Many Americans know something about Poland, and some have traveled there. It is probably a safe wager, however, that most couldn’t name all three Baltic States, their capitals or even their locations.
My daughter Erin Eggland and I were among those who could not, and we wanted to learn. (The Baltic States are Estonia, Latvia and Lithuania – north to south. Their capitals are Tallinn, Riga and Vilnius, respectively. And they border one another on the eastern shores of the Baltic Sea across from Scandinavia in northern Europe.)
We recently returned from a 12-day journey beginning in Tallinn, Estonia through Riga, Latvia and Vilnius, Lithuania, and to Warsaw and Krakow in Poland. Traveling with a small multicultural group of interested explorers, there was ample opportunity to learn much of the culture, politics, economy, sociology and history of each of the four countries.
Tallinn, Estonia’s capital, was and is a simultaneously quaint and modern city. Winding cobblestone streets and soaring spires of 14th century churches are reminders of its ancient past. Several layers of history are evident at Peter the Greats’s Kadriorg Palace with its splendid royal gardens, along with the private cottage he occupied on his visits.
Estonians are singers, and proud of it. We visited their Song Festival grounds, and the stories associated with their singing heritage were fascinating. The facility was a huge hillside amphitheater designed to accommodate thousands of singers at once. We only wish it would have been occupied during our visit.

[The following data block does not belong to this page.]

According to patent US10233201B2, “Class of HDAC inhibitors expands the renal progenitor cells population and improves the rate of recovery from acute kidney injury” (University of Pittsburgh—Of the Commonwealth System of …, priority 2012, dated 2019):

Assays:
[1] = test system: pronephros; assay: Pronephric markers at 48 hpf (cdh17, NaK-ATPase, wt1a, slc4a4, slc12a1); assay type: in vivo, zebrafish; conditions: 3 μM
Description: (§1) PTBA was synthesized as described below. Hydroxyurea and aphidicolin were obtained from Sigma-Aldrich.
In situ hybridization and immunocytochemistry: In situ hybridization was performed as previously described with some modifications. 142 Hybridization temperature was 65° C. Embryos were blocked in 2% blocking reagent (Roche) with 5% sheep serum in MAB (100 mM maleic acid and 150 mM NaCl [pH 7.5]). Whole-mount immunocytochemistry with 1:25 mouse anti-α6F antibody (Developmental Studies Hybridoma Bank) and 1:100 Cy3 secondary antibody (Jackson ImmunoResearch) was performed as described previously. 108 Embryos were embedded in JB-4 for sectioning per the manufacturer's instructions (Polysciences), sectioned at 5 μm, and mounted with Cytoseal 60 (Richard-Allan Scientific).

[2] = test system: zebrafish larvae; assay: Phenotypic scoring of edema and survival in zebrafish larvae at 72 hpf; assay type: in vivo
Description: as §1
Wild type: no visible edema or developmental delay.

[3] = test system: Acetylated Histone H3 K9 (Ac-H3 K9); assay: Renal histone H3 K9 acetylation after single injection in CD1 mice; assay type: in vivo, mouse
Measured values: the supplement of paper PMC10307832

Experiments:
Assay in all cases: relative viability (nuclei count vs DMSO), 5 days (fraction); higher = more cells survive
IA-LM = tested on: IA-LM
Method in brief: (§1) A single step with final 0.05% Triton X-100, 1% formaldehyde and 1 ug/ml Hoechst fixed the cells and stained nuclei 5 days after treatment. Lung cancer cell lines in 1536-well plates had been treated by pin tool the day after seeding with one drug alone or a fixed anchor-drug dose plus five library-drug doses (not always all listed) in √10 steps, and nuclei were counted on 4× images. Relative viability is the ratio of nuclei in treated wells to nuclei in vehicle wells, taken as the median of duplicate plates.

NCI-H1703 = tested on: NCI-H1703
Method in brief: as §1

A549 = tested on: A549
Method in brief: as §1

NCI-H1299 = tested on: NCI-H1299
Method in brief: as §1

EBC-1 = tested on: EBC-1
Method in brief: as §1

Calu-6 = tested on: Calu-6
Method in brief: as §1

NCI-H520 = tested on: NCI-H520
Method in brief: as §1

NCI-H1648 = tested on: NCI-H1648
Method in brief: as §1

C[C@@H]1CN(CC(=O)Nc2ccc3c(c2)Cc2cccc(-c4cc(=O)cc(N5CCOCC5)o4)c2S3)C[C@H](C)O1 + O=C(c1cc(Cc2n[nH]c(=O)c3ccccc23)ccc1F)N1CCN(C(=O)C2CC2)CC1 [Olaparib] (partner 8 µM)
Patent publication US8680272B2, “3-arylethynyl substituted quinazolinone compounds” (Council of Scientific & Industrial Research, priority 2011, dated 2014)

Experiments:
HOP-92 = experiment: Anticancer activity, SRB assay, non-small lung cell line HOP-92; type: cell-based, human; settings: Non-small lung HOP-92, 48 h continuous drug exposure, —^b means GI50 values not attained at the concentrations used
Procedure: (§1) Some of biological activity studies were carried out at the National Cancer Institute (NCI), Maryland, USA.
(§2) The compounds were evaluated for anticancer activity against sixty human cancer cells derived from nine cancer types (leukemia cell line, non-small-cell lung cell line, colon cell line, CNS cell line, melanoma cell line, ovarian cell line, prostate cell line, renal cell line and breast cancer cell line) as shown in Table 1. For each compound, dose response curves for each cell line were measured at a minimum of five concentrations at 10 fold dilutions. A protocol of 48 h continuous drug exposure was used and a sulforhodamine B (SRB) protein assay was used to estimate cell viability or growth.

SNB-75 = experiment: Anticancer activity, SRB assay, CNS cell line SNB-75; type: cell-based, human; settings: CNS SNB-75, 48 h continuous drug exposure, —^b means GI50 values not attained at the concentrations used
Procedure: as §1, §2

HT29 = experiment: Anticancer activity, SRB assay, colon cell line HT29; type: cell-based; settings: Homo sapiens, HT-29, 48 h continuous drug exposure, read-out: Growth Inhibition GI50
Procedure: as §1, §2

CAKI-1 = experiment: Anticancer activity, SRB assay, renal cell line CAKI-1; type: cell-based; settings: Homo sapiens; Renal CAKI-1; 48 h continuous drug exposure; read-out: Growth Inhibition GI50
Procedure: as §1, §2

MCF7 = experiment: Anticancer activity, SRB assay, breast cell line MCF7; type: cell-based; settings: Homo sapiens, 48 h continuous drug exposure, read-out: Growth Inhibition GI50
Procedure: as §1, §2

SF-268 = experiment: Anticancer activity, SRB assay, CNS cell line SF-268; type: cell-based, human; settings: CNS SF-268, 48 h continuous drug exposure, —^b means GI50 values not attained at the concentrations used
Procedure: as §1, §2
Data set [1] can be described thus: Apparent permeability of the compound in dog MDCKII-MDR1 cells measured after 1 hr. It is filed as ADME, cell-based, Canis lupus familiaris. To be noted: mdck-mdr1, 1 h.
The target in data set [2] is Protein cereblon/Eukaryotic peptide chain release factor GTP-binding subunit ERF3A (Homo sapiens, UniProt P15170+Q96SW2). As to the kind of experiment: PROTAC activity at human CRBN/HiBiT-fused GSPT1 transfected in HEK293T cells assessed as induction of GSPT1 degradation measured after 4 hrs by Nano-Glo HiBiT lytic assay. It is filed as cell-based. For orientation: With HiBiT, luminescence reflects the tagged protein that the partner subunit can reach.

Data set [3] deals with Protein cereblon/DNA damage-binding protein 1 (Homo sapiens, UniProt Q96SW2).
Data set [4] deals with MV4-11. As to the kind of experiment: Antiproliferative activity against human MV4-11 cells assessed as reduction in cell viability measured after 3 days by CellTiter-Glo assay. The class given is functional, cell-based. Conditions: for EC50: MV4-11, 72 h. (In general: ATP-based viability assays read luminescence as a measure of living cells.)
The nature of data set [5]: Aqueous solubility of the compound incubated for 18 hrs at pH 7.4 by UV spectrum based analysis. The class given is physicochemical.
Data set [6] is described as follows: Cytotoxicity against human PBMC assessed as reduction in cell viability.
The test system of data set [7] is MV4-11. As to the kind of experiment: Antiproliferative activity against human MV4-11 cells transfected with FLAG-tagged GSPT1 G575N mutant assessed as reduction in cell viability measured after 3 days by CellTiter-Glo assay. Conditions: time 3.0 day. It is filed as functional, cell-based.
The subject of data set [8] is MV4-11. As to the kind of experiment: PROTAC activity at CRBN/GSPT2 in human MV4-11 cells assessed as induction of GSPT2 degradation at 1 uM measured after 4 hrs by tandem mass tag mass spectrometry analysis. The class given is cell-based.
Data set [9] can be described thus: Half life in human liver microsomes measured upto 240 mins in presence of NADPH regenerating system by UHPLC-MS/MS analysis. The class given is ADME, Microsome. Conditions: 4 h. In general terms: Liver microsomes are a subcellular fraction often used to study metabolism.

Latvia’s Riga is situated at the mouth of the Daugava River on the Baltic coast. Having by far the most beautiful and varied architecture of any of the Baltic cities, Riga showed us wonderful examples of Gothic, Renaissance, Romanesque, Baroque and more. Most were unharmed through several centuries of military conflict in the region.
While most European cities embrace many and expansive markets, Riga has the largest and best we have seen! It is housed in five huge indoor pavilions that were once used as Zepplin hangars. Every imaginable variety of meat, fish, produce, flowers, liquor, gifts, souvenirs, clothing and jewelry are available to locals and visitors.
We spent an afternoon just outside of Riga visiting an open-air museum. It was made up of 72 restored buildings depicting 18th century Latvian farm life with costumed actors demonstrating daily activities from bygone times. (Certainly worth seeing!)
After more monuments, castles, cathedrals and statuary, it was on to Lithuania.
Vilnius is among the oldest and largest cities in the Baltics. It is a university city with a beautiful “Old Town.” The most scenic and memorable event during our two-day stay there was a short trip out of the city to the impressive red brick Trakai Castle on Galve Lake. Surrounded by water, it was built by Lithuanian Dukes and once served as their well-protected residence. The castle includes a museum with an extensive array of medieval exhibits from the time. This is not to be missed on a visit to the region.
We skipped the KGB museum in Vilnius, recognizing that the much more impactful Auschwitz was later on our itinerary. One negative, reflective experience would be enough for this trip. Estonians see the building as a symbol of 50 years of Soviet occupancy, the site of the Gestapo and later the control of the KGB – not to be revered or forgotten.
Post-Soviet independence of the Baltic States